Although Cincinnati sits right on the northernmost border of the South, we’ve been bereft of many authentic Southern restaurants — excluding barbecue and Cajun joints. Realizing a niche needed to be filled, brothers Joe and John Lanni and business partner Alex Blust opened The Eagle Beer & Food Hall in December. And since The Eagle landed, Over-the-Rhine’s dining scene has been enriched even more (… if that was possible).
The Lanni brothers, the team behind the successful Mexican-inspired Bakersfield and Currito brands, have knocked it out of the park again with this leap into the nationwide Southern food trend. With The Eagle, they’re exchanging margaritas for beer and tacos for fried chicken. Akin to Bakersfield, The Eagle has a relatively small menu, comprised of fried chicken, sandwiches, some snacks and several side dishes. Booze-wise, they serve 100 kinds of beer and have about 15 different brews on tap, including local offerings from neighboring Rhinegeist and MadTree breweries, and a few cocktails like a Bloody Mary and a Long Island Iced Tea called an OTR Iced Tea, with Ketel One Citroen, Cazadores Blanco, Bacardi, Tanqueray, triple sec, house-made sour mix and Coke served in an iced-tea pitcher, replete with sliced lemons floating on top.
The Eagle is nested inside a retired post office, and remnants of the past still remain: a golden eagle statue greets patrons at the hostess stand; behind the stand are a block of bronzed post office boxes; a giant mural of a bald eagle painted on the exposed-brick wall watches over diners. With its globed-light sconces, leather booths, U-shaped bar (thankfully with hooks on which to hang your purse or scarf), filament chandeliers and reclaimed wood ceiling and wall panels, the entire restaurant emanates bonhomie. It’s also the kind of place where you and your party can get a ton of food and not break the bank.
To try a wide-range of foodstuffs (like we did), focus on one entrée, such as the fried chicken, then order several sides — all of which are under $5. The homemade pickles ($2) are a good place to start. They are sweet, spicy and savory, all at once. Those three tastes define The Eagle — sometimes in one dish, other times separately. The Crunchy Hominy (corn kernels soaked in lime and puffed up; also what grits are made from) is a great way to rouse your palate. The breaded and seasoned nuggets taste like really good lime-flavored Doritos, except this permutation is made with real ingredients, not artificial ones, and is actually somewhat healthy.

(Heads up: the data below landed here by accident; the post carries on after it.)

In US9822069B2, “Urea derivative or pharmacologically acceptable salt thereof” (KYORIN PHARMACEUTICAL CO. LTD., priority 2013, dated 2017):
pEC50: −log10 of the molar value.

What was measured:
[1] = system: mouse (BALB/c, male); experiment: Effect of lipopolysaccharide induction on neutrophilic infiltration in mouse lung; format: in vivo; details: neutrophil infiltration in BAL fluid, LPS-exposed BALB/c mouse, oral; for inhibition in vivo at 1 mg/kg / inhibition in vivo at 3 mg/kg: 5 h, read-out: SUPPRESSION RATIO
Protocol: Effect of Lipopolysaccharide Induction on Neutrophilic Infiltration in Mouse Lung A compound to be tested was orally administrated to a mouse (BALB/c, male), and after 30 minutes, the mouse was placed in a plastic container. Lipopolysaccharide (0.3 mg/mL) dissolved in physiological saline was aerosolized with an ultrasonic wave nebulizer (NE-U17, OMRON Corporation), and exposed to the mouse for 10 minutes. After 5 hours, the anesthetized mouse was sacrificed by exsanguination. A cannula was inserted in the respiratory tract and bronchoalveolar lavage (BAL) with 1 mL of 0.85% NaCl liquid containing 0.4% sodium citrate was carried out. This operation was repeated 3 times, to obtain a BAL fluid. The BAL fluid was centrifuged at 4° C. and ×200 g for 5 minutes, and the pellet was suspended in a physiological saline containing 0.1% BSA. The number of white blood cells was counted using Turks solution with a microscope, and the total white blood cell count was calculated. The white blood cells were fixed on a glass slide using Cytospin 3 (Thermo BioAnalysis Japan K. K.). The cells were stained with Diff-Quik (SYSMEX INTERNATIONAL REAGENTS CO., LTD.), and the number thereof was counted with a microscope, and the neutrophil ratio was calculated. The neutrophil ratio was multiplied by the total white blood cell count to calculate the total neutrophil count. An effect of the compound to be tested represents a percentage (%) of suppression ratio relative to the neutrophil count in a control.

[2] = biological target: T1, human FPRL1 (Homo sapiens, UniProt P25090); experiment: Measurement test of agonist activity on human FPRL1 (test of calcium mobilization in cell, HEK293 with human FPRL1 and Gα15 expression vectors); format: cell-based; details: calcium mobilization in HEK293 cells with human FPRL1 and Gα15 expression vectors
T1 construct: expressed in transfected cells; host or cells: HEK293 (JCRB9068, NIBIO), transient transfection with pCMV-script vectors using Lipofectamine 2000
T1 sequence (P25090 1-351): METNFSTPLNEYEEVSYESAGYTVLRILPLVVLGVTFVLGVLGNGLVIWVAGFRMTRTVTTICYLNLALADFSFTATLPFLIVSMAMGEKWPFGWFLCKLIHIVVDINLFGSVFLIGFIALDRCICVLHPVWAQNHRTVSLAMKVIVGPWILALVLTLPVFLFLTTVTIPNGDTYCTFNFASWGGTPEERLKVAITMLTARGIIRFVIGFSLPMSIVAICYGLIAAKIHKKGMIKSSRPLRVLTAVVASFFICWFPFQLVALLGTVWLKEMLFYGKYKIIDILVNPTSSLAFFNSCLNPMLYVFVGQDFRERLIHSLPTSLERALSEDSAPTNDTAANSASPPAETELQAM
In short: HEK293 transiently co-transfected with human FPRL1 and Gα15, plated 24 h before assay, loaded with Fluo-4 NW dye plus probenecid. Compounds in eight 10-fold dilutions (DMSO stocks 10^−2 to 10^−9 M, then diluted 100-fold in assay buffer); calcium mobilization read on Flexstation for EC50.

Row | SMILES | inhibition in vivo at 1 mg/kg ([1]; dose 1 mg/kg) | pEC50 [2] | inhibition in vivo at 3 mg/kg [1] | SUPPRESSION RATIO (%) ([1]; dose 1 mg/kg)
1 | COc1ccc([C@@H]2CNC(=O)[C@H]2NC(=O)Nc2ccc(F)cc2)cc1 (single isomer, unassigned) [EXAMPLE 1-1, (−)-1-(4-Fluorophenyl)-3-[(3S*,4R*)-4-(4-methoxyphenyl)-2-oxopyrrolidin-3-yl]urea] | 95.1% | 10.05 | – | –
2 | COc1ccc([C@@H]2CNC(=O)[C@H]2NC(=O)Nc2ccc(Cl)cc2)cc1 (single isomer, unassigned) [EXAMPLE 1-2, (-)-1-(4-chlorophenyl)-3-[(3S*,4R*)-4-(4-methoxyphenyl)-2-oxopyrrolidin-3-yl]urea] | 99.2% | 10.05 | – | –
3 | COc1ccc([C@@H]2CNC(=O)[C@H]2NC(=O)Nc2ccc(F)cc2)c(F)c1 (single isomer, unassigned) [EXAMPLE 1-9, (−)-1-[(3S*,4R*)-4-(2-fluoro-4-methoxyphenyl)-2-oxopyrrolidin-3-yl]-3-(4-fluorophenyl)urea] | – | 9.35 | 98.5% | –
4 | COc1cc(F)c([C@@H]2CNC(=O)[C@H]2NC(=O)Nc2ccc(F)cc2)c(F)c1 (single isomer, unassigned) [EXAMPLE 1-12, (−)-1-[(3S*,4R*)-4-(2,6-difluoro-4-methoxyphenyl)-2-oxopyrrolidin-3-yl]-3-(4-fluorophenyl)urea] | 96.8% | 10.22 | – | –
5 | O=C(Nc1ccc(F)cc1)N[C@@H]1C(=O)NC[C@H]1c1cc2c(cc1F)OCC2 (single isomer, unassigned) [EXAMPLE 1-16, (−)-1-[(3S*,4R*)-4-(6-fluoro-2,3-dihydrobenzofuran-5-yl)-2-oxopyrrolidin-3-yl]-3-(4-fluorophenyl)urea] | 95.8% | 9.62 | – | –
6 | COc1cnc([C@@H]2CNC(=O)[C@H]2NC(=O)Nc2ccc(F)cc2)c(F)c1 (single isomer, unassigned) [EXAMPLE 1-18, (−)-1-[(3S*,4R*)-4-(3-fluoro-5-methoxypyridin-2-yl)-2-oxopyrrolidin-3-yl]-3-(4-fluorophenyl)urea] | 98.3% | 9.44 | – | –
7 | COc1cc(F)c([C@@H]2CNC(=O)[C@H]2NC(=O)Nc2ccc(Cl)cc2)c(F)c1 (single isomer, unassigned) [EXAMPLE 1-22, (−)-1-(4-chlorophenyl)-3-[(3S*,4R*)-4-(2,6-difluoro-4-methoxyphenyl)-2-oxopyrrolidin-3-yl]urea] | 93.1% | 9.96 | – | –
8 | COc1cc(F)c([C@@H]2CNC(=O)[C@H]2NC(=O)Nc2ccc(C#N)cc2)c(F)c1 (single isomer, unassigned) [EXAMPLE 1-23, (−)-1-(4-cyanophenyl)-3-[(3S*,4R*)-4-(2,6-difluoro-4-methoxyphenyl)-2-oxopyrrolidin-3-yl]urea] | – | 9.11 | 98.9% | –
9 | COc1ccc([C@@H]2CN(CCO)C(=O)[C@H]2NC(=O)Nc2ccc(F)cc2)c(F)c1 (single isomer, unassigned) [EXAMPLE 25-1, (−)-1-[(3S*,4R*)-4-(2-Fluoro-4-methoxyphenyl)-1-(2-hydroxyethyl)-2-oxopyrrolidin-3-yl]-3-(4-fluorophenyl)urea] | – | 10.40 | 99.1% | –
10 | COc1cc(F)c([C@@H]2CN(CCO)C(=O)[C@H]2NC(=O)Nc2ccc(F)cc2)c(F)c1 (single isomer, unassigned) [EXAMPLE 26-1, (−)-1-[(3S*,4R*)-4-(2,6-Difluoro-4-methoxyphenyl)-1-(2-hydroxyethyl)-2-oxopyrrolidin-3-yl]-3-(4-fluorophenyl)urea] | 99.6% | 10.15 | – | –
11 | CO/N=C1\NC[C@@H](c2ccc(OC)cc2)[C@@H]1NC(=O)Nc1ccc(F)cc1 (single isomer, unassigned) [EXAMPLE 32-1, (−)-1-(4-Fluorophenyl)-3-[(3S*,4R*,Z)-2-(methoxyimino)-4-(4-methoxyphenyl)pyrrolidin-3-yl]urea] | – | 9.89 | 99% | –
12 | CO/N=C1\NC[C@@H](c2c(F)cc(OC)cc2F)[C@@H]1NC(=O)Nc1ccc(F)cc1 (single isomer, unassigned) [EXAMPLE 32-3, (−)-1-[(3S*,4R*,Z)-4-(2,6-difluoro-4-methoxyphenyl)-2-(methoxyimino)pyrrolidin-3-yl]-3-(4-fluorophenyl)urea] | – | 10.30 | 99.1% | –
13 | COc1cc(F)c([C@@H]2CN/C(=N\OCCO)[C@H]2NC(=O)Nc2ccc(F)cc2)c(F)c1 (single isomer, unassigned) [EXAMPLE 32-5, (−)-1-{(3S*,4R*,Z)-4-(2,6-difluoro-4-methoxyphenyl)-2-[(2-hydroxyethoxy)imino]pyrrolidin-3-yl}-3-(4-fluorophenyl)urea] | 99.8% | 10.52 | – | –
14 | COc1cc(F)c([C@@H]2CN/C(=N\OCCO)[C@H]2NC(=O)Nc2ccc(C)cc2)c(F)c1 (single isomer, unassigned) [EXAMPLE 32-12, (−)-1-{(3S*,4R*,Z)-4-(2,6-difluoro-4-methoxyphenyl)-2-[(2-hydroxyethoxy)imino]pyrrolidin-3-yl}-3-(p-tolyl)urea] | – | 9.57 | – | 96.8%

The fried chicken is free range, antibiotic-free and sourced from Amish Ohio farms. Besides the cocktails, the chicken is the most expensive item on the menu, which exemplifies how affordable everything is. You can get a whole chicken for $16, a half chicken for $8 (white and dark meat) or a quarter of a chicken for $5. We tried the half chicken (a breast, wing, leg and thigh) with a piquant honey sauce that was mild at first but snuck up and punched us in the face with spiciness. The chicken complemented all the sides we ordered: five-cheese mac-and-cheese, with blue cheese, two kinds of cheddar, American and parmesan cheeses; (“sufferin’”) succotash, a traditional Southern dish with beans, veggies and bacon; and spoonbread, similar to cornbread except sweeter and less crumbly. Out of all those sides, I liked the mac-and-cheese the best. It had crunchy breadcrumbs on the top and wasn’t too gooey like a lot of mac-and-cheeses can be. Plus, it came in an iron skillet, which basically means serious business.
The thing about The Eagle is you can eat and drink for hours — you’ll feel stuffed but can always find room for more. Their Bloody Mary ($8) was especially filling, with olive, kale and jalapeno pepper accoutrements; a spritz of Guinness; Tito’s vodka (from the South! — Texas to be exact); and a spicy, in-house mix. I, for one, prefer house mixes to just pouring tomato juice in a glass and calling it a Bloody Mary. The Eagle also tucked a slice of bacon in the Bloody, because, why not? While my dinner companion ate, er, drank his Bloody, I worked on my two-fisted draft Miller High Life that was poured into a 16 oz. glass chalice. For a mere $2, The Champagne of Beers is treated like royalty at The Eagle. And, really, shouldn’t more things come in chalices?
The Eagle doesn’t have a dessert menu, but if you’re still hungry and craving something sweet after feasting on a lot of booze and Southern food, make sure you go next door to Holtman’s Donuts (1332 Vine St.) for a treat.
The Eagle Food & Beer Hall
Go: 1342 Vine St., Over-the-Rhine
Hours: 4 p.m.-midnight Tuesday-Thursday; 4 p.m.-2 a.m. Friday; 11 a.m.-2 a.m. Saturday; 11 a.m.-10 p.m. Sunday